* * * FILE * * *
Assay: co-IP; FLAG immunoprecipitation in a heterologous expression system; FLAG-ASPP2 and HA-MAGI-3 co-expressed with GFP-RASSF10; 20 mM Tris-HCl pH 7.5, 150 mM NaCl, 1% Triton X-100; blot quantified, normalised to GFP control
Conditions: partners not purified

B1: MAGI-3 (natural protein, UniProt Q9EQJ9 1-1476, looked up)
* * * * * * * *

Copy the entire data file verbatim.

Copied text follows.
Assay: co-IP; FLAG immunoprecipitation in a heterologous expression system; FLAG-ASPP2 and HA-MAGI-3 co-expressed with GFP-RASSF10; 20 mM Tris-HCl pH 7.5, 150 mM NaCl, 1% Triton X-100; blot quantified, normalised to GFP control
Conditions: partners not purified

B1: MAGI-3 (natural protein, UniProt Q9EQJ9 1-1476, looked up)